4. destova

    CNM in kansas or missouri

    I know you posted this a while back, but you might want to contact Sara Bradbury (serenityhomebirths.com) her email addy is on there. She used to work as a cnm in kansas before moving to iowa to open her own home birth practice. hope that helps!
  5. destova

    Epidural vs. nature births

    realized I didn't answer the OP. We have two hospitals here, one very much assumes all laboring women will want/get an epidural. It is acted on without much thought and their wording shows the assumption, "here's your call light, my name is Sue, you can expect to see Dr within the hour, don't get up without help, and you can let me know when the pain is getting worse so we can get you fixed up with your epidural" is pretty much the speech given on admission. The other hospital is a bit more natural in that they use massage, counter-pressure, ambulation, breathing techniques, etc. and treat epidural more as a "maybe" than an assumed fact with each mother. This is not so much hospital policy as it is that the head nurse and the department head were good friends who worked well together and taught the nurses under them the skills they trusted, those skills are now being passed on to new floor nurses. Its more the nursing culture than the hospital policy that is different between the two hospitals I guess. I'd be very interested to see a comparison between the two hospitals in terms of c-section incidence, % of mothers being induced via pit, and use of epidurals. I'm not sure it would be statistically huge in comparison but it would be interesting...
  6. destova

    Epidural vs. nature births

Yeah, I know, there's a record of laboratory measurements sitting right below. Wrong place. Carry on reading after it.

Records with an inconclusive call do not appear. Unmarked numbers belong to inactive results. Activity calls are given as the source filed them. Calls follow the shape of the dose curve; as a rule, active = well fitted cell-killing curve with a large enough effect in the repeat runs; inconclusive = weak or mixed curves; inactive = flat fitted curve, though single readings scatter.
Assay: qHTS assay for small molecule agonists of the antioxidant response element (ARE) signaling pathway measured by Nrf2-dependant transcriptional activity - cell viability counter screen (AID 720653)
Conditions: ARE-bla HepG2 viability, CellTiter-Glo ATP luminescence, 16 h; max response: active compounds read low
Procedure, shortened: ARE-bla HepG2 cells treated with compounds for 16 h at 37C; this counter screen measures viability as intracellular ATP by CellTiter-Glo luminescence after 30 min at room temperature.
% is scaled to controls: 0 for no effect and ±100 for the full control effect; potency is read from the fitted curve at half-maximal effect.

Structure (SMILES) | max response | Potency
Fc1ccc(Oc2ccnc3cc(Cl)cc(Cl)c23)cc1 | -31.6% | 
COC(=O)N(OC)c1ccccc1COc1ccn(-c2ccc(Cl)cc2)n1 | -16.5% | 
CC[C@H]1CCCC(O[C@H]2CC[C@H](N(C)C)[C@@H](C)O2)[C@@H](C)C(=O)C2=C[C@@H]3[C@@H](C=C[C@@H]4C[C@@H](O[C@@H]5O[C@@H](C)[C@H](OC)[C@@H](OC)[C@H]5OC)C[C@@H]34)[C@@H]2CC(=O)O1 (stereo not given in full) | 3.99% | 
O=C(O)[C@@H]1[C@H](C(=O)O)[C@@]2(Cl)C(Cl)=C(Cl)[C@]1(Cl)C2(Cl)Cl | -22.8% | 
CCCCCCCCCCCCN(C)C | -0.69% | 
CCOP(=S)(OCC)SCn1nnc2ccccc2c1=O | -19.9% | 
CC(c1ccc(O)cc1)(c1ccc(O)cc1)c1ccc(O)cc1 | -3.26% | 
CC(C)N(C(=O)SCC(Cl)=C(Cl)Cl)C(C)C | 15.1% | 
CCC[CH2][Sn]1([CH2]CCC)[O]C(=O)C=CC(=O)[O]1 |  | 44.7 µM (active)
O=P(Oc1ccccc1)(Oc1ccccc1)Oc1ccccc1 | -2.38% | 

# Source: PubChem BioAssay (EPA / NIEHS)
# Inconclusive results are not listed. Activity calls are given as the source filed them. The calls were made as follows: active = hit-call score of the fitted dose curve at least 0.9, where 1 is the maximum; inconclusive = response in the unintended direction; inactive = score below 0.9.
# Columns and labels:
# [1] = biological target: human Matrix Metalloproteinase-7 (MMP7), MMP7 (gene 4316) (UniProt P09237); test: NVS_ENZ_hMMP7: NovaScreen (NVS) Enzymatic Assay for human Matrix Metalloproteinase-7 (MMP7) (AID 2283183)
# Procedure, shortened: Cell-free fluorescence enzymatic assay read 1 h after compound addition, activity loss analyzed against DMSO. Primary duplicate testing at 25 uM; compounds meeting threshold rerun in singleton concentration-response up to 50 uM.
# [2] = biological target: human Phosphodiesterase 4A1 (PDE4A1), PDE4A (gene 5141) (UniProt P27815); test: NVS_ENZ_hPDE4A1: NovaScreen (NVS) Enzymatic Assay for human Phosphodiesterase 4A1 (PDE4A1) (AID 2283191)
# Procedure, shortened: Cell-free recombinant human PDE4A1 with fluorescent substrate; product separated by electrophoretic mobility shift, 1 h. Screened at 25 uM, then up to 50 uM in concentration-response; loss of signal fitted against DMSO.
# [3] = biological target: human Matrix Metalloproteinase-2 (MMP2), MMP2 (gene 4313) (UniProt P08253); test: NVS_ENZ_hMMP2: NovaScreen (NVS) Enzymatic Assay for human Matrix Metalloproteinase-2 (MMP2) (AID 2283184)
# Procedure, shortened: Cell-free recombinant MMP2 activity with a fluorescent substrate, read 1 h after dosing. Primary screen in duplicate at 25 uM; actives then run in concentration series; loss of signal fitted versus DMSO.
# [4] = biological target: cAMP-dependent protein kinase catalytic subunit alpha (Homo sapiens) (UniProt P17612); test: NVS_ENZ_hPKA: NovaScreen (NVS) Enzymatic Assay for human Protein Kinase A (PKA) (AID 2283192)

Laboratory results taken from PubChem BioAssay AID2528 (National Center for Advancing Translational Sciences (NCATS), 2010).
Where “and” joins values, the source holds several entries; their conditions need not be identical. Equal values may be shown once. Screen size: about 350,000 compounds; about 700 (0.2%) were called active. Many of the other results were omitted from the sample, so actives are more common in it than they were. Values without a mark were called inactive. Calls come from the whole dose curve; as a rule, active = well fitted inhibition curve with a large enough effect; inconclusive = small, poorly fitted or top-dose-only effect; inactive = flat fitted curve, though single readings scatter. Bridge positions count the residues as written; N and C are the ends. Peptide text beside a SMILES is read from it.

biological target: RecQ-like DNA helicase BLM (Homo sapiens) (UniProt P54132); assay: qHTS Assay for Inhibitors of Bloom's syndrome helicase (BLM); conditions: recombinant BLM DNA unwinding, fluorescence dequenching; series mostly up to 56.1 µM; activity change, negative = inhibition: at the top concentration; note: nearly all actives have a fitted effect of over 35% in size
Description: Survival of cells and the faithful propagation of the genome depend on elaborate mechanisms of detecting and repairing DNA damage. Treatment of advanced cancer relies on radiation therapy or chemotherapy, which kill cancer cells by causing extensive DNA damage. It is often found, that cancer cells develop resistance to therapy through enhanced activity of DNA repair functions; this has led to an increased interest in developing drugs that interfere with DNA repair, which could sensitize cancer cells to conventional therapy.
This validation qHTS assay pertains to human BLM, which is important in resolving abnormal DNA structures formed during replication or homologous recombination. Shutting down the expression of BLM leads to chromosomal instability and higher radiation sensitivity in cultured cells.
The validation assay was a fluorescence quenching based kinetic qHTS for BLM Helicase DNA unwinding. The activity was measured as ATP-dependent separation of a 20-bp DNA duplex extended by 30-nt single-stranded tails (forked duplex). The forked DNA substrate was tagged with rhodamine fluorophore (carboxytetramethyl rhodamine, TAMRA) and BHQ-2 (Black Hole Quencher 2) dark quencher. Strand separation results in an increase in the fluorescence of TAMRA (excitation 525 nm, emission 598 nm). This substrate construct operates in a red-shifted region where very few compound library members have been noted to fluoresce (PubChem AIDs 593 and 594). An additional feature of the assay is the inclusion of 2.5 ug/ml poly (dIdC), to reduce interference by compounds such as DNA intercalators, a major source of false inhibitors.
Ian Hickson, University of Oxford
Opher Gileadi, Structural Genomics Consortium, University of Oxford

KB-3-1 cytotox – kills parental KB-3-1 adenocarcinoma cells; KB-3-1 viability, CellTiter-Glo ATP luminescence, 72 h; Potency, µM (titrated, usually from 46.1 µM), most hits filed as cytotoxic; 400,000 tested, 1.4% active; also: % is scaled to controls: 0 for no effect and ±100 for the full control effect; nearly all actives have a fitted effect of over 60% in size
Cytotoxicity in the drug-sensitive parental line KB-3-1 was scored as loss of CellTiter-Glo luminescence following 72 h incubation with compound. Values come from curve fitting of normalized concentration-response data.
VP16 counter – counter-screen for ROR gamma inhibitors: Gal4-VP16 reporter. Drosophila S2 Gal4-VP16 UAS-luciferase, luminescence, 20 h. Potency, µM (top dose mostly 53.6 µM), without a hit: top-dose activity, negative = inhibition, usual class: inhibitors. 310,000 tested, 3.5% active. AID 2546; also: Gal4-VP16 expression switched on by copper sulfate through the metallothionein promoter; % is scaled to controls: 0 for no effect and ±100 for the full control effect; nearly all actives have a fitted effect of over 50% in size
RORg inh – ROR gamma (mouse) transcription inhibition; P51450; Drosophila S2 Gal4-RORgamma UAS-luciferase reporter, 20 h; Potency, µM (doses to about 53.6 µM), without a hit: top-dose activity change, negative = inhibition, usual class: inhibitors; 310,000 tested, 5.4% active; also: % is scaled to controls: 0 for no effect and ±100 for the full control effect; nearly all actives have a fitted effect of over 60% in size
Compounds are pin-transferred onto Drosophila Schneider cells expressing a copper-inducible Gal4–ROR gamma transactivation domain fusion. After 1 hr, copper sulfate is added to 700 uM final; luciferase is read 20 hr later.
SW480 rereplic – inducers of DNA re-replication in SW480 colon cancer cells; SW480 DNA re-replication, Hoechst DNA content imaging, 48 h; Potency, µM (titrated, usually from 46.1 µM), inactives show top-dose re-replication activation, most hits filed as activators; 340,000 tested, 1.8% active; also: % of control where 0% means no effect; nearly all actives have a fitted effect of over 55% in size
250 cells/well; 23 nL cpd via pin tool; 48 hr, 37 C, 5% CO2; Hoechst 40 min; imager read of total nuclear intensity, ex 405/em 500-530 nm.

I find it interesting that not once in this conversation has the complications issue came up... epidurals force women to stay on their back in a position that is helpful for medical procedures, but not at all helpful in the world of pushing a child out- the pelvic bones are aided by gravity and baby's position if a mom is up a bit (squatting, crouching, on hands and knees, etc). Also, epidurals have been shown to slow down labor, which can cause doctors to use the beautiful "failure to progress" (in their timeline anyway) reasoning for a c-section. I'm not saying in any way that epidurals are terrible or that they don't have a place in L&D, I understand that each individual woman needs her own methods- but I am saying that there are more issues here than just "what mom wants"- I suspect that if mom were fully educated on the possible risks and issues, she might choose differently. Also, if mom wasn't stuck in a bed on external monitors the entire labor, she would progress faster and with better means to work through the contractions. I'm speaking here from education as well as personal experience. I've had five children. The first was with epidural for all of 5 minutes before it came out and began to medicate the bed (I told the nurse "I feel a puddle on my back", she says "oh, its just amniotic fluid" when my water had not yet broke! she finally came over to check to get me quiet and stood there stunned at the fact that a silly pregnant teenager knew something was wrong). The next was without epidural but in the same hospital- again strapped to a bed with monitors and discouraged from moving around at all. The next three were without epidurals (I'd already learned that I could do it without) and in a different hospital where they encouraged mom to be up and moving, to follow her body and instincts. Very very different labors/deliveries! When looking at these types of issues we need to not only think of what a woman wants in her own birth experience, but also at what value the intervention provides versus the risks and complications it can cause. Women have every right to make their own choices for their own bodies, but should be well informed before making that choice.